(L) Pay June invoice @home due:2018-06-28

To make sure you have no overdue actions, or work on overdue actions first, limit the tasks from which the next action is selected to overdue actions:

$ next-action --overdue
Buy flowers due:2018-02-14

By priority

To make sure you work on important tasks rather than urgent tasks, you can make sure the tasks from which the next action is selected have at least a minimum priority:

$ next-action @work --priority C
(C) Finish proposal for important client @work

Showing more than one next action

To show more than one next action, supply the number you think you can handle:

$ next-action --number 3
(A) Call mom @phone
(B) Buy paint to +PaintHouse @store @weekend
(C) Finish proposal for important client @work

Or show all next actions, e.g. for a specific context:

$ next-action --all @store
(B) Buy paint to +PaintHouse @store @weekend
(G) Buy wood for new +DogHouse @store

Note again that completed tasks and task with a future creation date are never shown since they can't be a next action.

Output options

By default, Next-action references the todo.txt file from which actions were read if you read tasks from multiple todo.txt files. The --reference option controls this:

$ next-action --reference always
(A) Call mom @phone [docs/todo.txt]

Use --reference never to turn off this behavior. To permantently change this, configure the option in the configuration file. See the section below on how to configure Next-action.

The next actions can be colorized using the --style argument. Run next-action --help to see the list of possible styles.

When you've decided on a style you prefer, it makes sense to configure the style in the configuration file. See the section below on how to configure Next-action.

Not passing an argument to --style cancels the style that is configured in the configuration file, if any.

Configuring Next-action

In addition to specifying options on the command-line, you can also configure options in a configuration file. By default, Next-action tries to read a file called .next-action.cfg in your home folder.

To get started, you can tell Next-action to generate a configuration file with the default options:

$ next-action --write-config-file
# Configuration file for Next-action. Edit the settings below as you like.
file: ~/todo.txt
number: 1
reference: multiple
style: default

To make this the configuration that Next-action reads by default, redirect the output to ~/.next-action.cfg like this: next-action --write-config-file > ~/.next-action.cfg.

If you want to use a configuration file that is not in the default location (~/.next-action.cfg), you'll need to explicitly specify its location:

$ next-action --config-file docs/.next-action.cfg
(A) Call mom @phone

To skip reading the default configuration file, and also not read an alternative configuration file, use the --config-file option without arguments.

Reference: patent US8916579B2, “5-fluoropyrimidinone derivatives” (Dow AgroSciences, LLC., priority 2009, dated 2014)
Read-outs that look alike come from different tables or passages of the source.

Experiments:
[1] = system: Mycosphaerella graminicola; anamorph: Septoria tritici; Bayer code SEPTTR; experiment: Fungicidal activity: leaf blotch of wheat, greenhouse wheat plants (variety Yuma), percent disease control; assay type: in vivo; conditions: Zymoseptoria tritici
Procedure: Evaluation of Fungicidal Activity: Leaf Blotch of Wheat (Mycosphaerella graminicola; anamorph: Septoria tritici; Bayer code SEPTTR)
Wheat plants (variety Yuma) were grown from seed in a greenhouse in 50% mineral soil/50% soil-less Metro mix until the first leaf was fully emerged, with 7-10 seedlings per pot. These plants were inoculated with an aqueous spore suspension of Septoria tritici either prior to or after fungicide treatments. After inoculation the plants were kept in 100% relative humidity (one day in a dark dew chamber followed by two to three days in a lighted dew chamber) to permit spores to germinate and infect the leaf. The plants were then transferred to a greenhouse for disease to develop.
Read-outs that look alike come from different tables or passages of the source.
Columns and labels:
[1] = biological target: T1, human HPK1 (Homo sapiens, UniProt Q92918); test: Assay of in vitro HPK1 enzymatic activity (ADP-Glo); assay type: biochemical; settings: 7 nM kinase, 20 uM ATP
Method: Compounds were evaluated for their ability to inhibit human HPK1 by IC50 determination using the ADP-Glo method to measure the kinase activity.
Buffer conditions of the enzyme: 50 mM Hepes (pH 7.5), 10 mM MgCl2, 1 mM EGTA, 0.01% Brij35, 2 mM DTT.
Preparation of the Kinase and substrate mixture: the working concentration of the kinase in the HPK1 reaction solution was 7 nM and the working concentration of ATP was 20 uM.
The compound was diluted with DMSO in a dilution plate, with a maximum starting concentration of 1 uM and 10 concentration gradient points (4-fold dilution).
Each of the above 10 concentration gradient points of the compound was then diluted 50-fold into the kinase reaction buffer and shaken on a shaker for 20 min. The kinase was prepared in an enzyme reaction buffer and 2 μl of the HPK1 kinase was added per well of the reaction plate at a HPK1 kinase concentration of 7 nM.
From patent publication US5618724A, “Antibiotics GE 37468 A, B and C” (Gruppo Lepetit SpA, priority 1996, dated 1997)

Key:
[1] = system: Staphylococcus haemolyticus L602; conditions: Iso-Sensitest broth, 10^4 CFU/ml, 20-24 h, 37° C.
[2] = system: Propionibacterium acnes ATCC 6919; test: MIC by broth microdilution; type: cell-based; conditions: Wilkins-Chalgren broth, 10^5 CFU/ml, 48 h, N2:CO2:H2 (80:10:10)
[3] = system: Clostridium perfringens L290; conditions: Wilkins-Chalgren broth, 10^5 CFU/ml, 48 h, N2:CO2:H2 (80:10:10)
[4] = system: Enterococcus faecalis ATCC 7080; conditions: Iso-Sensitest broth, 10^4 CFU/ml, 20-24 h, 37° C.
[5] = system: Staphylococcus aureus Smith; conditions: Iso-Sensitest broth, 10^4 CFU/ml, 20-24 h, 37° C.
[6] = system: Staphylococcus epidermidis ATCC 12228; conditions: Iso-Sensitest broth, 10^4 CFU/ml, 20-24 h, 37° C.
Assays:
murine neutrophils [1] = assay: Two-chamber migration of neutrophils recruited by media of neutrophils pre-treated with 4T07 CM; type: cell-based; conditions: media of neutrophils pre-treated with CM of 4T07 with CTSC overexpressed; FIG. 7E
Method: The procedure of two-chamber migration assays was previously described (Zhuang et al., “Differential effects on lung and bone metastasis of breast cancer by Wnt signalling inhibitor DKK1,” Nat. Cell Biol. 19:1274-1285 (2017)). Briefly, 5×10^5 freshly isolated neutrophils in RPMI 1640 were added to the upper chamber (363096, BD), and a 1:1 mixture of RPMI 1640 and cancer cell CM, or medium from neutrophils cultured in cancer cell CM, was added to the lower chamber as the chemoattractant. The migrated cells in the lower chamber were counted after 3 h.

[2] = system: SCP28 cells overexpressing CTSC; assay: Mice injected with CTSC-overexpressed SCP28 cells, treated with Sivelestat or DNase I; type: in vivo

The configuration file format is YAML. The options currently supported are which todo.txt files must be read, how many next actions should be shown, and the styling.

Configuring a default todo.txt

A default todo.txt file to use can be specified like this:

file: ~/Dropbox/todo.txt

Multiple todo.txt files can be listed, if needed:

  - personal-todo.txt
  - work-todo.txt
  - big-project/tasks.txt

Configuring the number of next actions to show

The number of next actions to show can be specified like this:

number: 3

Or you can have Next-action show all next actions:

all: True

Configuring the minimum priority to show

The minimum priority of next action to show can be specified as well:

priority: Z

This could be useful if you, for example, keep a backlog of ideas without priority in your todo.txt file and prioritize only the tasks that are actionable.

Specifying a value on the command line overrides the priority in the configuration file, e.g. next-action --priority C. To override the priority set in the configuration but not set another minimum priority, use the priority option without argument: next-action --priority.

Configuring the output

Whether the next actions should have a reference to the todo.txt file from which they were read can be configured using the reference keyword:

reference: always

Possible values are always, never, or multiple. The latter means that the filename is only added when you read tasks from multiple todo.txt files. The default value is multiple.

The output style can be configured using the style keyword:

style: colorful

Run next-action --help to see the list of possible styles.

Precedence of options

Options in the configuration file override the default options. Command-line options in turn override options in the configuration file.

If you have a configuration file with default options that you occasionally want to ignore, you can skip reading the configuration file entirely with the --no-config-file option.

Recent changes

See the change log.


Clone the repository, create a virtual environment, install the dependencies with pip install -r requirements-dev.txt -r requirements.txt, and install Next-action in development mode using python develop.

To run the unit tests:

$ python -m unittest
Ran 163 tests in 0.614s


Running python test should give the same results.

To create the unit test coverage report run the unit tests under coverage with coverage run --branch -m unittest; coverage html --fail-under=100 --directory=build/htmlcov.

Quality checks can be run with pylint next_action and pycodestyle next_action.